Tuesday, June 06, 2006

D-Day and Geography

Sixty-two years ago today the Great Crusade to liberate Europe proper began as Allied forces landed on the beaches of Normandy. Approximately 10,500 Allied and 6,500 Germans were killed by the end of the day. The liberation of the Nazi-occupied world was in full swing and being paid for in blood.

D-Day in northern France was originally suppose to be June 5, 1944 but was pushed back a day due to bad weather. So June 6 is known now as D-Day in the Anglo world and as Jour-J or Le Choc (The Shock) in France.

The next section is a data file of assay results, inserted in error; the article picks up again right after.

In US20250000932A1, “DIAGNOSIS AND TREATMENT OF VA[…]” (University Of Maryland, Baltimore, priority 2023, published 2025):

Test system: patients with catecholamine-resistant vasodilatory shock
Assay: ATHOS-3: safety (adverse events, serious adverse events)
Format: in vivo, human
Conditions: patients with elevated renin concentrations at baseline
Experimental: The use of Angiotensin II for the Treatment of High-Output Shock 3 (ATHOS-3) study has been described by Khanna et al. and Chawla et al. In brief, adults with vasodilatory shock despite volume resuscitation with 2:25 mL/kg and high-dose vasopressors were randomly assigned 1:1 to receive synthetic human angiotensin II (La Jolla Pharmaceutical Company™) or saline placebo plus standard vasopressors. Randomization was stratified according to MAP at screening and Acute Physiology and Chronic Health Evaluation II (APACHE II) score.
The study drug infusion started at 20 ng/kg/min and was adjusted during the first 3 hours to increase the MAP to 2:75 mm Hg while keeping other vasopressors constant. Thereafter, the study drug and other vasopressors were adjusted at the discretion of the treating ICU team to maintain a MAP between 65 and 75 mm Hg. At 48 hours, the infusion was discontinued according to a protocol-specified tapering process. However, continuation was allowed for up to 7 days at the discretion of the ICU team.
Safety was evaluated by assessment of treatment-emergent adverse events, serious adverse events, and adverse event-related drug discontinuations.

If one wishes to know the geography of D-Day the always great Perry-Castaneda map library has a collection of D-Day maps, so does Canada History, and the BBC has some more general World War II maps.

I recommend one reads The Longest Day to gain a sense of the area through the eyes of the people who fought the battle. Saving Private Ryan and Band of Brothers both give a good feel for Normandy in film.


Category: Historical Geography, Maps

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